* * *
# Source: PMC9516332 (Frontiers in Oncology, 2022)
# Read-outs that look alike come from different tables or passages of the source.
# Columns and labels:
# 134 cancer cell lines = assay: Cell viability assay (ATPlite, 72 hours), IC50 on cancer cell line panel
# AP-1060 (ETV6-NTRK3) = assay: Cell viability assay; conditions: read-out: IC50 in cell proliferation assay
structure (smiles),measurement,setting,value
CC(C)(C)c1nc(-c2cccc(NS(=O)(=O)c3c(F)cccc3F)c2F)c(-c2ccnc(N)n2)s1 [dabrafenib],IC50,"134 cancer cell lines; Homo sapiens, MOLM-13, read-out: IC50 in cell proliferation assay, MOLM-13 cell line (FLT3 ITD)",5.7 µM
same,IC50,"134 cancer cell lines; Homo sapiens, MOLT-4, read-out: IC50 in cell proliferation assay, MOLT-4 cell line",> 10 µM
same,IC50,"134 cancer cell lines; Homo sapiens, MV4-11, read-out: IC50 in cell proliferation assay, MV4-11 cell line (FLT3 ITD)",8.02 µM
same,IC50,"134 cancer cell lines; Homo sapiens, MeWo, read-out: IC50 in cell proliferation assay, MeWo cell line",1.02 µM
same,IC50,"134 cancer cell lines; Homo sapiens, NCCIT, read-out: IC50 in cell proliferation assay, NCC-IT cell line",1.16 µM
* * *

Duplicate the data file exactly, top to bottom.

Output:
# Source: PMC9516332 (Frontiers in Oncology, 2022)
# Read-outs that look alike come from different tables or passages of the source.
# Columns and labels:
# 134 cancer cell lines = assay: Cell viability assay (ATPlite, 72 hours), IC50 on cancer cell line panel
# AP-1060 (ETV6-NTRK3) = assay: Cell viability assay; conditions: read-out: IC50 in cell proliferation assay
structure (smiles),measurement,setting,value
CC(C)(C)c1nc(-c2cccc(NS(=O)(=O)c3c(F)cccc3F)c2F)c(-c2ccnc(N)n2)s1 [dabrafenib],IC50,"134 cancer cell lines; Homo sapiens, MOLM-13, read-out: IC50 in cell proliferation assay, MOLM-13 cell line (FLT3 ITD)",5.7 µM
same,IC50,"134 cancer cell lines; Homo sapiens, MOLT-4, read-out: IC50 in cell proliferation assay, MOLT-4 cell line",> 10 µM
same,IC50,"134 cancer cell lines; Homo sapiens, MV4-11, read-out: IC50 in cell proliferation assay, MV4-11 cell line (FLT3 ITD)",8.02 µM
same,IC50,"134 cancer cell lines; Homo sapiens, MeWo, read-out: IC50 in cell proliferation assay, MeWo cell line",1.02 µM
same,IC50,"134 cancer cell lines; Homo sapiens, NCCIT, read-out: IC50 in cell proliferation assay, NCC-IT cell line",1.16 µM